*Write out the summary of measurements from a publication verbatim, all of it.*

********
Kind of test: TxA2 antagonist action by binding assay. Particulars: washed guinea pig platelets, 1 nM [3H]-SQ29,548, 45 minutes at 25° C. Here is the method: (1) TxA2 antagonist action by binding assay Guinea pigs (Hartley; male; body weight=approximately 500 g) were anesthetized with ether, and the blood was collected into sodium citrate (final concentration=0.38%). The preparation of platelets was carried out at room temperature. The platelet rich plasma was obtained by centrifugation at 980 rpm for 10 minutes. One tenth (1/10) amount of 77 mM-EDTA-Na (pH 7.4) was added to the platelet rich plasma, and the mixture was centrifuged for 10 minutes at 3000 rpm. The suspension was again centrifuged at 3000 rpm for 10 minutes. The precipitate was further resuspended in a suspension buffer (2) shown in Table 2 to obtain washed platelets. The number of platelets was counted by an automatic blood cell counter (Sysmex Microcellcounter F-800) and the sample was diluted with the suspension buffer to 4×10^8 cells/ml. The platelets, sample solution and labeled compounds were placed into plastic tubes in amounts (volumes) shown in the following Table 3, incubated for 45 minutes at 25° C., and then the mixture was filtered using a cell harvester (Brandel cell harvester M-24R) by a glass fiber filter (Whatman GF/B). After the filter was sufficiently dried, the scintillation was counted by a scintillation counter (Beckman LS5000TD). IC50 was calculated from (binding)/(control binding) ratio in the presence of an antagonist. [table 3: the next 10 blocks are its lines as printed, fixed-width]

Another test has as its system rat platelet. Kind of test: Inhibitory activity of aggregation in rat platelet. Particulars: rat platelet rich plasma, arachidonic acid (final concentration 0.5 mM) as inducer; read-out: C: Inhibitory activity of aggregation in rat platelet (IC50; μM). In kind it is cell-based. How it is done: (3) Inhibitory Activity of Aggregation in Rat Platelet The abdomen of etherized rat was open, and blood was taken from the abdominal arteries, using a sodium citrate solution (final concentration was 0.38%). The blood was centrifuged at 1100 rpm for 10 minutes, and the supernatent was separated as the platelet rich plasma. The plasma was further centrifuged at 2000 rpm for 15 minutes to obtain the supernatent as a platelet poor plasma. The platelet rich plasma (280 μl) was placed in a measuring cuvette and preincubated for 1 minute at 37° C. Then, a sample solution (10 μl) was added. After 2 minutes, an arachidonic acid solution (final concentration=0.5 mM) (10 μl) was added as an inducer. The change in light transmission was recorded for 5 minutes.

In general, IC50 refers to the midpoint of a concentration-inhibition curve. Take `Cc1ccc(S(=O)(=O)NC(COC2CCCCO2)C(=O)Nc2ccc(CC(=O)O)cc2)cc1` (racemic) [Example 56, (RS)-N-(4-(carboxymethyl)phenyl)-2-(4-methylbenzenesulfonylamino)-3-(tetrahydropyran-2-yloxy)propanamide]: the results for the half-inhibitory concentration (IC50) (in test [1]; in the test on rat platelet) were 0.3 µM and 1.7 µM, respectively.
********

Kind of test: TxA2 antagonist action by binding assay. Particulars: washed guinea pig platelets, 1 nM [3H]-SQ29,548, 45 minutes at 25° C. Here is the method: (1) TxA2 antagonist action by binding assay Guinea pigs (Hartley; male; body weight=approximately 500 g) were anesthetized with ether, and the blood was collected into sodium citrate (final concentration=0.38%). The preparation of platelets was carried out at room temperature. The platelet rich plasma was obtained by centrifugation at 980 rpm for 10 minutes. One tenth (1/10) amount of 77 mM-EDTA-Na (pH 7.4) was added to the platelet rich plasma, and the mixture was centrifuged for 10 minutes at 3000 rpm. The suspension was again centrifuged at 3000 rpm for 10 minutes. The precipitate was further resuspended in a suspension buffer (2) shown in Table 2 to obtain washed platelets. The number of platelets was counted by an automatic blood cell counter (Sysmex Microcellcounter F-800) and the sample was diluted with the suspension buffer to 4×10^8 cells/ml. The platelets, sample solution and labeled compounds were placed into plastic tubes in amounts (volumes) shown in the following Table 3, incubated for 45 minutes at 25° C., and then the mixture was filtered using a cell harvester (Brandel cell harvester M-24R) by a glass fiber filter (Whatman GF/B). After the filter was sufficiently dried, the scintillation was counted by a scintillation counter (Beckman LS5000TD). IC50 was calculated from (binding)/(control binding) ratio in the presence of an antagonist. [table 3: the next 10 blocks are its lines as printed, fixed-width]

Another test has as its system rat platelet. Kind of test: Inhibitory activity of aggregation in rat platelet. Particulars: rat platelet rich plasma, arachidonic acid (final concentration 0.5 mM) as inducer; read-out: C: Inhibitory activity of aggregation in rat platelet (IC50; μM). In kind it is cell-based. How it is done: (3) Inhibitory Activity of Aggregation in Rat Platelet The abdomen of etherized rat was open, and blood was taken from the abdominal arteries, using a sodium citrate solution (final concentration was 0.38%). The blood was centrifuged at 1100 rpm for 10 minutes, and the supernatent was separated as the platelet rich plasma. The plasma was further centrifuged at 2000 rpm for 15 minutes to obtain the supernatent as a platelet poor plasma. The platelet rich plasma (280 μl) was placed in a measuring cuvette and preincubated for 1 minute at 37° C. Then, a sample solution (10 μl) was added. After 2 minutes, an arachidonic acid solution (final concentration=0.5 mM) (10 μl) was added as an inducer. The change in light transmission was recorded for 5 minutes.

In general, IC50 refers to the midpoint of a concentration-inhibition curve. Take `Cc1ccc(S(=O)(=O)NC(COC2CCCCO2)C(=O)Nc2ccc(CC(=O)O)cc2)cc1` (racemic) [Example 56, (RS)-N-(4-(carboxymethyl)phenyl)-2-(4-methylbenzenesulfonylamino)-3-(tetrahydropyran-2-yloxy)propanamide]: the results for the half-inhibitory concentration (IC50) (in test [1]; in the test on rat platelet) were 0.3 µM and 1.7 µM, respectively.